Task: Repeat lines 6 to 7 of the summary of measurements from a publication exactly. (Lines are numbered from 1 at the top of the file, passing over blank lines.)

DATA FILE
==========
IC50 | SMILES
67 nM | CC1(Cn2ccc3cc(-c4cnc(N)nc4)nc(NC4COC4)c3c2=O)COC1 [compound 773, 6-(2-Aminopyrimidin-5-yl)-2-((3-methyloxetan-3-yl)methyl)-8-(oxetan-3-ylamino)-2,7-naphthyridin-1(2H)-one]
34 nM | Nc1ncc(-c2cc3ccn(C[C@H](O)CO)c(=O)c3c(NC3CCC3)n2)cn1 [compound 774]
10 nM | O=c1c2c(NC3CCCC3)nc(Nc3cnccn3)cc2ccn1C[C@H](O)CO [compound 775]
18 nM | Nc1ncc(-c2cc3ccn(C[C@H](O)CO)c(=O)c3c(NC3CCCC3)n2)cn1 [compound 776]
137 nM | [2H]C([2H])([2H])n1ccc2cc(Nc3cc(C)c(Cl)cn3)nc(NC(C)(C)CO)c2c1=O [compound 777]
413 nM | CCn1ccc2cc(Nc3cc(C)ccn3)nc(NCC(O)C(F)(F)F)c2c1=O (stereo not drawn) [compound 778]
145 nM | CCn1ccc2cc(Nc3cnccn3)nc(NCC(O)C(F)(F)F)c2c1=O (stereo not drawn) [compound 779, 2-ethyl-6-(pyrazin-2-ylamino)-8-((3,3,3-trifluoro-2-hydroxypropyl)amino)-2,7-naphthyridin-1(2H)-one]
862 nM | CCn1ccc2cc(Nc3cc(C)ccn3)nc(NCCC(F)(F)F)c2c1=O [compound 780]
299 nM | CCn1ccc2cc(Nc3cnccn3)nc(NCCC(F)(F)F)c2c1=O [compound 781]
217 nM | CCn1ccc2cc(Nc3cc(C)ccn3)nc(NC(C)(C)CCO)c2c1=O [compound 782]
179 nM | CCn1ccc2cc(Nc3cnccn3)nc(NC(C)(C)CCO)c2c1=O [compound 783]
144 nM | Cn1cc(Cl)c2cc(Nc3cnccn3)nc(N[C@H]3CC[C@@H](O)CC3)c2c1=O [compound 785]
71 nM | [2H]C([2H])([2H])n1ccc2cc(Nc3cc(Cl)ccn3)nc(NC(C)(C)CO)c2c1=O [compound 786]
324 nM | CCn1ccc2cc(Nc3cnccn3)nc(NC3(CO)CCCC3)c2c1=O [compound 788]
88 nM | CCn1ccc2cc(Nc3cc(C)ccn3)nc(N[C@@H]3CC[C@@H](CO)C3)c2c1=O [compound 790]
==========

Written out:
137 nM | [2H]C([2H])([2H])n1ccc2cc(Nc3cc(C)c(Cl)cn3)nc(NC(C)(C)CO)c2c1=O [compound 777]
413 nM | CCn1ccc2cc(Nc3cc(C)ccn3)nc(NCC(O)C(F)(F)F)c2c1=O (stereo not drawn) [compound 778]